This is an album that raises a lot of socially responsible questions. After highly acclaimed album Factories, And The Kid are back with another respectable release called Grand Mal. These guys are known for being sensitive to social justice, always singing about working class problems, revolution and fight against the corruption.
Socially active discourse is the core of this album as well, articulating a sensible narrative about modern society and its problems. Many will identify with their songs. Personally, I appreciate their effort to target the stigmas of society and detect them in a political context. It is interesting how social topics can live in symbiosis with alternative music. With And The Kid, there is wide variety of topics: unemployment, alienation, loneliness, revolution, Western society, nihilism and desperate need to find some sense in this nonsense world we live in. These boys are not afraid to share their perspective on the state of the world. Listening to Grand Mal, you will feel how your brain center for engagement and social activism is going wild.
Sound is the same as on their previous record, an alternative indie rock, only this one time they are showing more preferences for rock elements. Guitars are more expressive and dynamic, and the vocal is more prominent. We can say that, contrary to their previous album, this one is really guitar driven. There are some softcore moments, but the rhythm is consistent and assertive in its mission to suck you in.
Revolution At Home is opening the album, almost like the national anthem is opening a relevant ceremony. Unusual lyrics showcase how willing this band is to confront with the problems and make a statement in the society. Musically, everything is about riffs and orchestrations.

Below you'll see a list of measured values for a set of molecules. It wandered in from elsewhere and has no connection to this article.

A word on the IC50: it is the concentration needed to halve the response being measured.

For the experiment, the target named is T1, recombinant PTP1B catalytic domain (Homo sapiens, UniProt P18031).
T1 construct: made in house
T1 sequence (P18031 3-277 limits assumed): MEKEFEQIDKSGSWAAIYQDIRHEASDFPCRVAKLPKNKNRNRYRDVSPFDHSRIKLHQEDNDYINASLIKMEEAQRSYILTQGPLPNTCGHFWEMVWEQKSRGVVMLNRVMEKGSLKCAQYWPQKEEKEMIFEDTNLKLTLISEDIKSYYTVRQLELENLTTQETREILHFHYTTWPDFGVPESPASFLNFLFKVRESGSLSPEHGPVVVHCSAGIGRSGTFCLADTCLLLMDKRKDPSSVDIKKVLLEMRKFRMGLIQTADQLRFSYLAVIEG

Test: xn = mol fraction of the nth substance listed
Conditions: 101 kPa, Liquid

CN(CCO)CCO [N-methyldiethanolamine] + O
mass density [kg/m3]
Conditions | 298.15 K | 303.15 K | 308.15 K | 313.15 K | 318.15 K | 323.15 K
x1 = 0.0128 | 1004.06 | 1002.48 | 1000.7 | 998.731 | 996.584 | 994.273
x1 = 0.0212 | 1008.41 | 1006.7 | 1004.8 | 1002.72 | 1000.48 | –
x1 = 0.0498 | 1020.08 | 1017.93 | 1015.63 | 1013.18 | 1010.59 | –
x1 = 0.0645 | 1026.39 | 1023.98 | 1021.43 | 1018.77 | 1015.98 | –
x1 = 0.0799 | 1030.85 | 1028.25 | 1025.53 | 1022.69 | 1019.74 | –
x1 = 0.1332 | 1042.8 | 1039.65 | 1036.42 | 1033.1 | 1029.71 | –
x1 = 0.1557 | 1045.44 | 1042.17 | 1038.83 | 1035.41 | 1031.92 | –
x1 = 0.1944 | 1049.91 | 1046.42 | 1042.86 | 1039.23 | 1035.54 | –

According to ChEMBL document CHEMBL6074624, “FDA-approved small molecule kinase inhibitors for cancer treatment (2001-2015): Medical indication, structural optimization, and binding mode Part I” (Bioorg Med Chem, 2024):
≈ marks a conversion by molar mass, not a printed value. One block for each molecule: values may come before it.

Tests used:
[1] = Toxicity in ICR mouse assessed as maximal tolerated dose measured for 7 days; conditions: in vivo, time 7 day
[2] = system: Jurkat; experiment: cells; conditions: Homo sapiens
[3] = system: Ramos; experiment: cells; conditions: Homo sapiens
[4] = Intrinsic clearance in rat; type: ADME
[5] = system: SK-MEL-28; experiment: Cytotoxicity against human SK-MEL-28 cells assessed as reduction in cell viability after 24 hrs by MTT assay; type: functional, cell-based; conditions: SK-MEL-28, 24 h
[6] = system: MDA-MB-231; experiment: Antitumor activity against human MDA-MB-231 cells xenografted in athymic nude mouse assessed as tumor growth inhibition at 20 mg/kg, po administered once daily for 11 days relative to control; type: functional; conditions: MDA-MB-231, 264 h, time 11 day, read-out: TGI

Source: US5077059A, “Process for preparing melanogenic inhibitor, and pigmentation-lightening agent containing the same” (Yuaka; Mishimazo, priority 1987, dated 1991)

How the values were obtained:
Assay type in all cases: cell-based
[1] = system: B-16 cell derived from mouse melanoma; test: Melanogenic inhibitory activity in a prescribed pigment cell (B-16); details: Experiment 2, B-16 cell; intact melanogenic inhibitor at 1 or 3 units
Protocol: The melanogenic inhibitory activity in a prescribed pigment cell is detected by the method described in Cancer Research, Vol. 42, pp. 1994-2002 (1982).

If I were to choose the best song on the album, it would be Bum Night, a phenomenal ballade with powerful vocal interpretation. It starts as a slow tune just so that it could escalate into an eclectic chorus. Very mature and smart lyrics. I can give similar compliments to Compassion Is Gone, only this one is a little bit more cheerful and alternative.
Can You Feel Anything These Days is another folk number with emotional narrative that hits you straight in the head. And God is Not Existing.
I feel inspired by this album in a way that makes me want to write a song that would change the world. It is so gratifying when an album makes you raise your eyebrows. When music asks you questions, there is nothing you could do but to say YES.